The frontier. (O'Neill City, Holt County, Neb.) 1880-1965, October 02, 1952, Image 1

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INorth-Central Nebraska’s BIG Newspaper
Volume 72.—Number 22. O’Neill,'Nebr., Thursday, October 2, 1952. Seven Cents
Three big tents . . . steady flow of "customers."
5,000 Servings in City’s
First Pancake Festival
Closson Wins Trip
to Kansas City
Will Be Guest at FFA
O
Convention
Russell* Closson, son of Mr.
and Mrs. Anson Closson, has
been selected as one of the Bur
lington award winners in Ne
braska. This award is based on
the achievements made in Future
Farmers of America projects and
other FFA activities. Each year
that railroad makes these awards
to outstanding FFA boys in the
territory served to encourage
Future Farmer work.
The Burlington will be host at
the national Future Farmers of
America convention in Kansas
City, Mo., on October 14 at a
breakfast given in honor of all
Burlington award winners.
Russell was selected as a
winner because of his out
standing leadership abilities
and his farming program de
velopment. He has completed
four years of vocational agri
culture while attending the
O'Neill public school.
Through his vocational agri
culture and Future Farmer work
he has built up a herd of 10 beef
cows, four sows and litters, 300
chickens, and was farming ap
proximately 40 acres of corn and
oats. Russell* served as vice-pres
ident of the O’Neill chapter of
the FFA for two years and was
recently elected as district IV
chairman of the Nebraska asso
ciation.. He was promoted to the
state farmer degree in April.
The Nebraska official delega
tion will leave Lincoln by train
on Monday, October 13, and will
return on Friday, October 17.
Russell graduated from the
O’Neill public school in May. He
is now attending the Nebraska
university college of agriculture.
3 Sales on Frontier’s
Auction Calendar
Three public auctions are list
ed on The Frontier’s sale calen
dar involving livestock, farm
machinery and household goods.
They are:
Friday, October 10: Elmer
Coolidge and the estate of the late
Harry Coolidge, Amelia; 116
head of cattle, farm machinery,
etc.; Col. Ed Thorin of O’Neill,
auctioneer; Chambers State bank,
clerk. (See advertisement on
page 6.)
Friday, October 17: Joe J. Jeli
nek & Sons registered Hereford
production sale, Creighton live
stock sales pavilion.
Friday, October 17: William
and George Fink, one-half mile
south and 3% miles west of Page;
55 head of cattle, complete line
of machinery and furniture; Col.
Ed Thorin of O'Neill and Col.
Buv Wanser of Page, auctioneers;
Farmers State bank, Ewing,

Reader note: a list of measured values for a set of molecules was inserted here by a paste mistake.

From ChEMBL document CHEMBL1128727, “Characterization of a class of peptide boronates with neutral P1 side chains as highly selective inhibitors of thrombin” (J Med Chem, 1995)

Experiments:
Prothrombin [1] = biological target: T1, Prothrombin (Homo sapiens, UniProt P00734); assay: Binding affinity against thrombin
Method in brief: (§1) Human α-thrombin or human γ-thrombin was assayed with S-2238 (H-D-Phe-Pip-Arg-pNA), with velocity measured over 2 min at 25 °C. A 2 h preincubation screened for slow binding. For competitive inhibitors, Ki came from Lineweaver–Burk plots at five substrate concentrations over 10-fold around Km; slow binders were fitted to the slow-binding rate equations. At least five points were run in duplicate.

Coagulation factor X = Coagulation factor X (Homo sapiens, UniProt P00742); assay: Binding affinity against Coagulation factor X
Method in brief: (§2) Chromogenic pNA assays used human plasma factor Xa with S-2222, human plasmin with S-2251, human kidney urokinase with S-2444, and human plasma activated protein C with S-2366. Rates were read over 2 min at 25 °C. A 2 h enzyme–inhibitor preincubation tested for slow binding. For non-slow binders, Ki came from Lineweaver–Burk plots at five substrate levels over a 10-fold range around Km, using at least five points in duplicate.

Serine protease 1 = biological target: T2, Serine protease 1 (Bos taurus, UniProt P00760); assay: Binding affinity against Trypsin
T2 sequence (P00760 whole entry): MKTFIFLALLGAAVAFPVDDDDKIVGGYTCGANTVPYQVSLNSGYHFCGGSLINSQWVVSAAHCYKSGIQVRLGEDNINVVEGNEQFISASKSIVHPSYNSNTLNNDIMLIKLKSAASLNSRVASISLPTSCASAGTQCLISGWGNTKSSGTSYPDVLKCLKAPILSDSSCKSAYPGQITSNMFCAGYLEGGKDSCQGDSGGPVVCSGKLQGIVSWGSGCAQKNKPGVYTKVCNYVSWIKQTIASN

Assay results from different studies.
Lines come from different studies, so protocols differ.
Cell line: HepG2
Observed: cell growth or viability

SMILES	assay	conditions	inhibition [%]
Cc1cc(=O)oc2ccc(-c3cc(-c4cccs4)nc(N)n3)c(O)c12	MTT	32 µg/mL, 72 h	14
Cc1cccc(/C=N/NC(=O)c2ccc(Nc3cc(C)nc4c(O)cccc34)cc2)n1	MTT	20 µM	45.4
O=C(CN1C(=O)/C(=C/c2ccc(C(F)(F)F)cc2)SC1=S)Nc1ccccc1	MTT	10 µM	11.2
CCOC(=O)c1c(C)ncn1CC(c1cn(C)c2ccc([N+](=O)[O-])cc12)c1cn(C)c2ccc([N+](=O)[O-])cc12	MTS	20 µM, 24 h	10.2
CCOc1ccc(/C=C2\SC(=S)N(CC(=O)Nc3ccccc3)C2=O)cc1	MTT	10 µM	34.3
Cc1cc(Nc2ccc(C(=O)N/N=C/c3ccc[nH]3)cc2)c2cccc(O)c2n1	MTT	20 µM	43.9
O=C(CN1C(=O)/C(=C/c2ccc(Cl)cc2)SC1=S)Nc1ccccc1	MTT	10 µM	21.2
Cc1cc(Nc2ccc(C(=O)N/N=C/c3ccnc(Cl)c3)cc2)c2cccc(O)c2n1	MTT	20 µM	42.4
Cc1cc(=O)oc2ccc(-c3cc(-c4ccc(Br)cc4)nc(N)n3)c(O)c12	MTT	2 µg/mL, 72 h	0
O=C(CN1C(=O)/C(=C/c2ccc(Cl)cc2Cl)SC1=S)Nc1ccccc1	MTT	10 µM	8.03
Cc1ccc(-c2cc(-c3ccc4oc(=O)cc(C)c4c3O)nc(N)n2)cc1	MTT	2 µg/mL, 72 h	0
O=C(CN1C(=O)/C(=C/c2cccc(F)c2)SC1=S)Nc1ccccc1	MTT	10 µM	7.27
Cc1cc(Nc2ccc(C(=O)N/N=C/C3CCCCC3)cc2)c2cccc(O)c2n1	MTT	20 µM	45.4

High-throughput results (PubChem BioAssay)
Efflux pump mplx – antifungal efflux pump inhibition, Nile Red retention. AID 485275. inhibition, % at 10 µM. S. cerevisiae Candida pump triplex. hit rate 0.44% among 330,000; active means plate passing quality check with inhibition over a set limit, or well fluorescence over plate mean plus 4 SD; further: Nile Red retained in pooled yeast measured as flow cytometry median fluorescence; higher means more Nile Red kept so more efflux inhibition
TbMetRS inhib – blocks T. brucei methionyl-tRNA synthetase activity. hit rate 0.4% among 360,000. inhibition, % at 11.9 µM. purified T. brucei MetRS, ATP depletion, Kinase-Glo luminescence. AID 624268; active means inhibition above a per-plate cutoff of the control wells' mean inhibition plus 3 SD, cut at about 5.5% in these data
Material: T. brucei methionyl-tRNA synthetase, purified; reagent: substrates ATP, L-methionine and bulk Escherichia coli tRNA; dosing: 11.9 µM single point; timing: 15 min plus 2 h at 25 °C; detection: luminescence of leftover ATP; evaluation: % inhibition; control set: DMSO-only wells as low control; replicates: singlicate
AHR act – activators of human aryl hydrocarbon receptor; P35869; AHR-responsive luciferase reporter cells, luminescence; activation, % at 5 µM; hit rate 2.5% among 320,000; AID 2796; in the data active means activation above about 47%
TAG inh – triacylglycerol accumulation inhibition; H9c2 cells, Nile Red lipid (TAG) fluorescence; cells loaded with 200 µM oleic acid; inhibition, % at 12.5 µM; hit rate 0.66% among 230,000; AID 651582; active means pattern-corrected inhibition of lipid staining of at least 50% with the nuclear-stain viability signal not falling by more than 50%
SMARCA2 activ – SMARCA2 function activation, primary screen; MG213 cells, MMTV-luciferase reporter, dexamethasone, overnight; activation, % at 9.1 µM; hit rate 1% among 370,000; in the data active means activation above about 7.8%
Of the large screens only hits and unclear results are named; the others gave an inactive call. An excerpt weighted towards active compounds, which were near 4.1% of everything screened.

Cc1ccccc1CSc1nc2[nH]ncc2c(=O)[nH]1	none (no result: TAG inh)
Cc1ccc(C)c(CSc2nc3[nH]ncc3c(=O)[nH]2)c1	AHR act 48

clerk.
O -
Dakota Kidnapper
Faces Charges
Sherwood Franklin Strauser,
38, kidnapper of a 13-year-old
Hot Springs, S.D., girl, is facing
first-degree kidnapping charges
in Custer county, South Dakota.
Strauser and his hostage, Ruby
Pond, spent September 11—af
ternoon and evening—in O’Neill
in a flight across several states.
Strauser two days later was ar
rested at Sidney and is now in
custody in Dakota. Maximum
penalty is life imprisonment.
Gradys Return
from Ozarks—
o
Mr. and Mrs. J. B. Grady re
turned Monday from a week’s
vacation trip which took them
to the Lake of the Ozarks, Mo.
Their son, James, remained with
Mrs. Grady’s parents, the Prays,
at Ft. Dodge, la., while his par
ents were visiting in the South.
Polio Victim Is
Improving' —
STUART—Mr. and Mrs. Flor
ian Scholz went to Grand Island
Sunday, September 28, to see
Lois Givens, who is a polio pa
tient in a hospital there. Lois is
"improving.”
Cubs to Organize —
The organizational meeting of
the cub scouts will be held to
day (Thursday) at the court
house annex at 7:30 p.m. All cub
scouts who plan to join the club
must bring one parent with them
of they will not be admitted, a
spokesman explained.
Try FRONTIER want ad vs!
Five thousand servings of pan
cakes were consumed between
1:30 and 8:30 p.m. Tuesday in
connection with O’Neill’s pan
cake day celebration.
Serving was carried out under
three big tents on North Fourth
streets.
Other statistics:
Six hundred pounds of sausage
were used; 120 gallons of Mead
ow Gold milk and cream went
into the batter and coffee; 500
pounds of Pillsbury pancake
flour found its way onto the hot
griddles; 480 bottles of Vermont
Maid syrup were consumed; 250
gallons of Nash coffee was serv
ed. The sausage was readied by
the M&M staff.
In addition, 960 prizes consist
ing of 114-pound Pillsbury pan
cake flour packages were dis
tributed by O’Neill business
firms. The affair was sponsored
by the Chamber of Commerce.
The Chamber officers and
members of the retail trade com
m i 11 e e Wednesday issued a
statement: “We want to thank
the business and professional
men of O’Neill for their gener
ous help and cooperation in help
ing to make pancake day a big
success.”
A long queue of people could
be found at the serving tents
throughout the day and the grid
dles and staff were taxed to ca
pacity throughout the day.
Miss Sadie Derickson, 65, of
O’Neill won the pancake eating
contest for the women, devour